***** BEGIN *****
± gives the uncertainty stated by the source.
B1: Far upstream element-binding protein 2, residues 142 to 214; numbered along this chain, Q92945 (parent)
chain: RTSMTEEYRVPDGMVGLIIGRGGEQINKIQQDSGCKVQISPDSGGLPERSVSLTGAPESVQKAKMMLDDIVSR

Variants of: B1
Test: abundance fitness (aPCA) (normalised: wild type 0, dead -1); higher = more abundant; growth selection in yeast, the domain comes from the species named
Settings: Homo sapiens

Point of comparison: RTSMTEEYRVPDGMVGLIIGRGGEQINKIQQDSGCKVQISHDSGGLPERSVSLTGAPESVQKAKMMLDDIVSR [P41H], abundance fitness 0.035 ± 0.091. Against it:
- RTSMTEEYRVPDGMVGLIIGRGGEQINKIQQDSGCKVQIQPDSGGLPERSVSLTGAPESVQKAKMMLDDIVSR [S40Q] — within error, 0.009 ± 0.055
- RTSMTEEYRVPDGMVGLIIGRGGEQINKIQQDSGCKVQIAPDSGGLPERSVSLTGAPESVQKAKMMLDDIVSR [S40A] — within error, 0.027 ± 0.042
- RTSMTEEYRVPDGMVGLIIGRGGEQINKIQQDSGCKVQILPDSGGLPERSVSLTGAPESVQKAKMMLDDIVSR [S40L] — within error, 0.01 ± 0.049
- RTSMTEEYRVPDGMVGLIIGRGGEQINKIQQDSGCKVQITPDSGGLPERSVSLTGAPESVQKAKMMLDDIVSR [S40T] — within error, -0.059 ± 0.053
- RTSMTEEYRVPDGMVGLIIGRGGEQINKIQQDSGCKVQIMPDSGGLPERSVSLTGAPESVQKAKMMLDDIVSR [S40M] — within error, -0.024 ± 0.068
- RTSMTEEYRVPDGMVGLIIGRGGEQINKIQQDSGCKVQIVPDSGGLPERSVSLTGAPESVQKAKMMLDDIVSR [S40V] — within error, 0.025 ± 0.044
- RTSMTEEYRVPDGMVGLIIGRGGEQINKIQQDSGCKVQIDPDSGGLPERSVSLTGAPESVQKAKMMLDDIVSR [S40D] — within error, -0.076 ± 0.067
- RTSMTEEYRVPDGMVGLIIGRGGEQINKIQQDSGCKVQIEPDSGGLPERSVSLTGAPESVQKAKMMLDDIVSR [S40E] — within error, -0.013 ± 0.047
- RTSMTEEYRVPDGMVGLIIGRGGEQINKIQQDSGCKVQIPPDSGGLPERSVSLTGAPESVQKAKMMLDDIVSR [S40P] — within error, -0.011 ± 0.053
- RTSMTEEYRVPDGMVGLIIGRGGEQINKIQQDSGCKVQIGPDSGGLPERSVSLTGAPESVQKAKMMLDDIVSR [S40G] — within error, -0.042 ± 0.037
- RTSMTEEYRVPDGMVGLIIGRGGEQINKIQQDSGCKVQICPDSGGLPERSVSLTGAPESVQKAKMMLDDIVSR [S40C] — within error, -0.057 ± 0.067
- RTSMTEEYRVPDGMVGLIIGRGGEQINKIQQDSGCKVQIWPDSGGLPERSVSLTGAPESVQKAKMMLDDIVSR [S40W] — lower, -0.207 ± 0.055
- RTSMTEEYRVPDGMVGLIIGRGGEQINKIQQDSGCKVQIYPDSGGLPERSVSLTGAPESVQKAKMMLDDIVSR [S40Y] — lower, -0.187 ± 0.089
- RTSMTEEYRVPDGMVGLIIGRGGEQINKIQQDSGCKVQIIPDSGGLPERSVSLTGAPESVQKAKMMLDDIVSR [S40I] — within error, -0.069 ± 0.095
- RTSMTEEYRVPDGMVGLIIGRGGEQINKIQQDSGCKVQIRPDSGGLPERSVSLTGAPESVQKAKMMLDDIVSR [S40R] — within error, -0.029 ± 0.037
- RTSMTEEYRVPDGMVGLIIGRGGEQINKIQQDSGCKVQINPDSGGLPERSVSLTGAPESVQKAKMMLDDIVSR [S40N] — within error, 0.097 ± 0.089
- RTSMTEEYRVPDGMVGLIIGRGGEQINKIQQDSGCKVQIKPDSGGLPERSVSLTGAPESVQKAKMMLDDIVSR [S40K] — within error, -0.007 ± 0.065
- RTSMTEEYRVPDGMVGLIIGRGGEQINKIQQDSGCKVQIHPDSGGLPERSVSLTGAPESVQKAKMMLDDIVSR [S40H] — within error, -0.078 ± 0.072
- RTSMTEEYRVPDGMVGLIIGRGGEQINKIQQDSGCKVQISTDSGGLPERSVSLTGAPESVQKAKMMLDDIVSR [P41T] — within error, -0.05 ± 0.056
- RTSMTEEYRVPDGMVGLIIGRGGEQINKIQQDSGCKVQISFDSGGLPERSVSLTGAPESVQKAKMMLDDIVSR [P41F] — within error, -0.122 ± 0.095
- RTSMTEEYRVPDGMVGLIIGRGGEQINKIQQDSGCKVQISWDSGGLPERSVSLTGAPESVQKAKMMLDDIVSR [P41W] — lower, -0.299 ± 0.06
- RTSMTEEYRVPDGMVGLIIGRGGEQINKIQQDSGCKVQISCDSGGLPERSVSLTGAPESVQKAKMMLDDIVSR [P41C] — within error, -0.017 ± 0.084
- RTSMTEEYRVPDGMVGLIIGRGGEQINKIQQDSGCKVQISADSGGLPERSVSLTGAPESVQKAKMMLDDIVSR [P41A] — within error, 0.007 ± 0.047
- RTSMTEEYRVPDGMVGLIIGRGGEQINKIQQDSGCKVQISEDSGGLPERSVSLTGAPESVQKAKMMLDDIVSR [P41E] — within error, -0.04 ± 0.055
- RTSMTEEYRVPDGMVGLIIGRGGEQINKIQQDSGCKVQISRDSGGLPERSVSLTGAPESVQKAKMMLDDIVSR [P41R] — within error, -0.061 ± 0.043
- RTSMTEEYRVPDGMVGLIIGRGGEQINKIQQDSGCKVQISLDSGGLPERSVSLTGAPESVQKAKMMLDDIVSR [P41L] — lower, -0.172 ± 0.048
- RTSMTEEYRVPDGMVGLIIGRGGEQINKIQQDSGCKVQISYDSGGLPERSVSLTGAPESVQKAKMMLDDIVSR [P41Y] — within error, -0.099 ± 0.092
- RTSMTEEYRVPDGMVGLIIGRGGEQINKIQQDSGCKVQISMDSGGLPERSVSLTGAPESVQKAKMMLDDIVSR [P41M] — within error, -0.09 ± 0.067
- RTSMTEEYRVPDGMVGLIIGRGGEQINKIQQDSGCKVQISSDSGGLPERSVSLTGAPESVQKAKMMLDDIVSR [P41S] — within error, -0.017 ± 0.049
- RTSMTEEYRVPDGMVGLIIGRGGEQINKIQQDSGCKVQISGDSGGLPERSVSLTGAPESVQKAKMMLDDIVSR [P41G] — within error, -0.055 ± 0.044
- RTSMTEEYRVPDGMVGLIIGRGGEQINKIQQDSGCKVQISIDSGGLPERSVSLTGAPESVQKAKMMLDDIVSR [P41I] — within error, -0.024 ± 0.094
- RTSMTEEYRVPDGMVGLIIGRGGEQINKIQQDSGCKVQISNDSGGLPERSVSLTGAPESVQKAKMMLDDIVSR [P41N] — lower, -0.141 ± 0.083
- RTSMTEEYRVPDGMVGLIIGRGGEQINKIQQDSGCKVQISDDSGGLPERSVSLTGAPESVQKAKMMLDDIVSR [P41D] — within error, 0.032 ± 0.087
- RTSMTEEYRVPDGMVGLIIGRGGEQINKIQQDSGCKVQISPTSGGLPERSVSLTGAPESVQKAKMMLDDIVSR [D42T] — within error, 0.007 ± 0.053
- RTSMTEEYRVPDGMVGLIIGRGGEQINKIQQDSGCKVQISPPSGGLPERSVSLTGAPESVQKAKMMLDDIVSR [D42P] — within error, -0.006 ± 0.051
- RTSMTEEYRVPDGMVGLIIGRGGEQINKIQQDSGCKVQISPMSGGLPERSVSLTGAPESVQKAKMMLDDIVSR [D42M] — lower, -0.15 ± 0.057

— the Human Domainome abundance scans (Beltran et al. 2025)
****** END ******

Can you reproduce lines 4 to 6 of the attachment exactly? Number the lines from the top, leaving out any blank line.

Variants of: B1
Test: abundance fitness (aPCA) (normalised: wild type 0, dead -1); higher = more abundant; growth selection in yeast, the domain comes from the species named
Settings: Homo sapiens